The Economics of an Economics Ph.D.
On this blog last month, my fellow blogger Arnold Kling wrote:
Then consider the Internet. For an autodidact, this is a golden age. For going to graduate school, not so much.
I agree with Arnold totally on the first. When my students graduate with an MBA and some of them express interest in getting a Ph.D. in economics but are “stuck” in the military for the next few years, I tell them to keep up the learning by going to Bryan Caplan’s web site and working their way through some of his courses. His lecture notes are awesome. (Try this, for example.) I tell them to do all the problem sets and not “cheat” by looking at the answers until they have really worked the set in not one, but two sessions.
I agree with Arnold on his second point also, but only literally. It’s not a golden age for getting a Ph.D. in economics, but it’s still a pretty good age. Take a look at Walter Block’s article on this issue last June. Here are two key paragraphs:
Gary North, Ph.D., (emphasis, mine) continues with his pessimistic outlook claiming that new assistant professors are typically given large classrooms, which do not usually allow them to do the research necessary for acquiring tenure. So they are let go after six years (not eight, as per North), and then confined to the swamps of community colleges, there to earn that proverbial “$10 to $15 an hour.”
Well, let’s see. According to this source, the average salary for a community college faculty member … nationally … was $53,934. Round this up to $54,000 (hey, give me a break, I’m trying to make a point here). Assume that the professor teaches 5 courses of 3 hours each for 30 weeks a year (yes, these people get long vacations too). That amounts to 450 hours per year (we ignore publishing requirements, committee meetings, marking essays, since there are virtually none in this sector of academia), or $120 per hour, roughly 10 times North’s estimate of “$10 to $15 an hour.” I wonder at the source of his calculations.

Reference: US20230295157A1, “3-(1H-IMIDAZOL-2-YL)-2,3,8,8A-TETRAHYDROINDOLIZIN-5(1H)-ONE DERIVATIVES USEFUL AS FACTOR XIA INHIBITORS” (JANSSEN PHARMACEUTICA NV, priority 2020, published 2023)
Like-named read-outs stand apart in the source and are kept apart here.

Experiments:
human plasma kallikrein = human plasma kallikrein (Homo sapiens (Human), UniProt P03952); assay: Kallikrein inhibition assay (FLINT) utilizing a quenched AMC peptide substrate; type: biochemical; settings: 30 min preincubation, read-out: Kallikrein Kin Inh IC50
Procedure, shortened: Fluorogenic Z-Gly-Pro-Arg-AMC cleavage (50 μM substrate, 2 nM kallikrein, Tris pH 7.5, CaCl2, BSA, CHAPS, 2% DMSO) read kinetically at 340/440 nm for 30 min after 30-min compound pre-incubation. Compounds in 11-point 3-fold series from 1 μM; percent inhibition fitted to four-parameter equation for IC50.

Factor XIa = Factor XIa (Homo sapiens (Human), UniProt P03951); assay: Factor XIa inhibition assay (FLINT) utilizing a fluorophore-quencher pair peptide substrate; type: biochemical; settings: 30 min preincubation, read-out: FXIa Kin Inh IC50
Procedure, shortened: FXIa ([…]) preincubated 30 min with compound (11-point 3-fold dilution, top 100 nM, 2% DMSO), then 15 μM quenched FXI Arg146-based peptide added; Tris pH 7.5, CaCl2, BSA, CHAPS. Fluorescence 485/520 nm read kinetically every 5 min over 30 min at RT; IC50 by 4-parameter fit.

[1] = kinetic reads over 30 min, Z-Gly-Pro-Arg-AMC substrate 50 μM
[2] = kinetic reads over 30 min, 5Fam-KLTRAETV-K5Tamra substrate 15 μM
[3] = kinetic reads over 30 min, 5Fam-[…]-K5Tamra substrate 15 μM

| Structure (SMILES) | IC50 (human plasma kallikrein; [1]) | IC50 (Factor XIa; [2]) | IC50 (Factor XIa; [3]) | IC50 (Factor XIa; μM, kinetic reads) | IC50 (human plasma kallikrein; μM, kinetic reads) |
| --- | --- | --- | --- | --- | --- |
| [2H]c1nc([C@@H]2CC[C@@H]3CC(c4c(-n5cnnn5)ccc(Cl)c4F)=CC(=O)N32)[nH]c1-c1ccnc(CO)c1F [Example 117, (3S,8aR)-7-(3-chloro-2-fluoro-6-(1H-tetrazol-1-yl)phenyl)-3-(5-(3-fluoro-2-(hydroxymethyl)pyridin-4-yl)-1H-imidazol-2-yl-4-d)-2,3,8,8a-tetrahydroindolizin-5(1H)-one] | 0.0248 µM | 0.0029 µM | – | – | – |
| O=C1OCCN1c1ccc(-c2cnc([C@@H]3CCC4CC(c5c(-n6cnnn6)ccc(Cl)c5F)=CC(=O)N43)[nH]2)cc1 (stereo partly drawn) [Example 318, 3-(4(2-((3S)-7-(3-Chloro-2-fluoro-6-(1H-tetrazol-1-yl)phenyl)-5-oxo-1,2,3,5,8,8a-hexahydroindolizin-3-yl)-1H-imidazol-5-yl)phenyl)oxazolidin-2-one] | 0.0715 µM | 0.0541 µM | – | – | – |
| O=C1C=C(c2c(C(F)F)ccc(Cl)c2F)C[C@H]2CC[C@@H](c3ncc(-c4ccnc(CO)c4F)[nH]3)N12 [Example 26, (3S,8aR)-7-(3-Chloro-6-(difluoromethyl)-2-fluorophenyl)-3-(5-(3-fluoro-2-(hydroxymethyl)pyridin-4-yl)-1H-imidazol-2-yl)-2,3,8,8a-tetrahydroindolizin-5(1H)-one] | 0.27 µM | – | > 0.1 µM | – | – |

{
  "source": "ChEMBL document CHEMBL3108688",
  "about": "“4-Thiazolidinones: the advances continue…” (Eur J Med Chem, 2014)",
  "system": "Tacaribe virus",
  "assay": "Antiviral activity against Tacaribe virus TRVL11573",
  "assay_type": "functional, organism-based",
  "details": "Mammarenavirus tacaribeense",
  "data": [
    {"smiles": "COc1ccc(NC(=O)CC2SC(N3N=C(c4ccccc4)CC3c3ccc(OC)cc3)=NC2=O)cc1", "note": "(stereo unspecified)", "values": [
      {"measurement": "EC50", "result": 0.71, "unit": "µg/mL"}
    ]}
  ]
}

I think that Walter exaggerated substantially, as I noted to him in an e-mail. He’s left out preparation, grading, and office hours. Those three together can easily drive the 450 hours to 1,200 hours for the first few years. That would then drop the hourly rate to $45. But that’s still not bad if you’re doing something you like or even love. Moreover, as you teach more, the prep time falls so that the long-run equilibrium time for prep, teaching, grading, and office hours probably falls to 1,000 or so. That’s $55 an hour. And remember that you have a lot of say over how you teach and what you teach. Moreover, it can allow you to be a performer in class. I know a lot of actors who get paid less than $55 an hour–and they’re spouting someone else’s lines.
Then with the rest of the time you can free-lance write, speak, or consult. And remember that this was the worst case, the case in which you teach at a community college.
As I told Walter in an e-mail:
I will give this article to future students who are wondering about whether to get a Ph.D. in econ. Oh, and there was a lot of love in that article for young people. You’re a sweetheart, Walter.